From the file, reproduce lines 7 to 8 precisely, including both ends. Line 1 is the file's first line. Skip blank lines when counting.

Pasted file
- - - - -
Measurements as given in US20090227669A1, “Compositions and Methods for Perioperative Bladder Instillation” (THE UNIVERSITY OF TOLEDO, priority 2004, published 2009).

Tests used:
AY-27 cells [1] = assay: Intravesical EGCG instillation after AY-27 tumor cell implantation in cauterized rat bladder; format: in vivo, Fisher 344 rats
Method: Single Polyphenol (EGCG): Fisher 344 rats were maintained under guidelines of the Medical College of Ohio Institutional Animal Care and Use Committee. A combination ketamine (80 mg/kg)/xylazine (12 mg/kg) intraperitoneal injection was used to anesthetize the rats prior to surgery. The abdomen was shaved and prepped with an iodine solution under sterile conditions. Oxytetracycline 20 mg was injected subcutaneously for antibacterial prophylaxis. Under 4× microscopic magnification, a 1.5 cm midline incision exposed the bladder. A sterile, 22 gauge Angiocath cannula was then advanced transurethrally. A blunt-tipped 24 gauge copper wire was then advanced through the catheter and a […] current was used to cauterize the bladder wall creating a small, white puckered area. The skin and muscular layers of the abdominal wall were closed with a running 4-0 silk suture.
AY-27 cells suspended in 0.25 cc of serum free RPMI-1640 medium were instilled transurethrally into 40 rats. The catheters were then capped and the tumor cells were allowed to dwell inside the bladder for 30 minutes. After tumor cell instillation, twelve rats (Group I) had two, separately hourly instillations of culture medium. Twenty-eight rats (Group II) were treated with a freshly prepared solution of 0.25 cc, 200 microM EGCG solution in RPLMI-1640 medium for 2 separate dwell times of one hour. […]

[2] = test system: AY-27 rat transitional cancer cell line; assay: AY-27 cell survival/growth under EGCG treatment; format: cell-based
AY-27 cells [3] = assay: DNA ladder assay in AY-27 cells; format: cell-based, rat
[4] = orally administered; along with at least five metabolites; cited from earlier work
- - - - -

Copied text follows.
AY-27 cells [3] = assay: DNA ladder assay in AY-27 cells; format: cell-based, rat
[4] = orally administered; along with at least five metabolites; cited from earlier work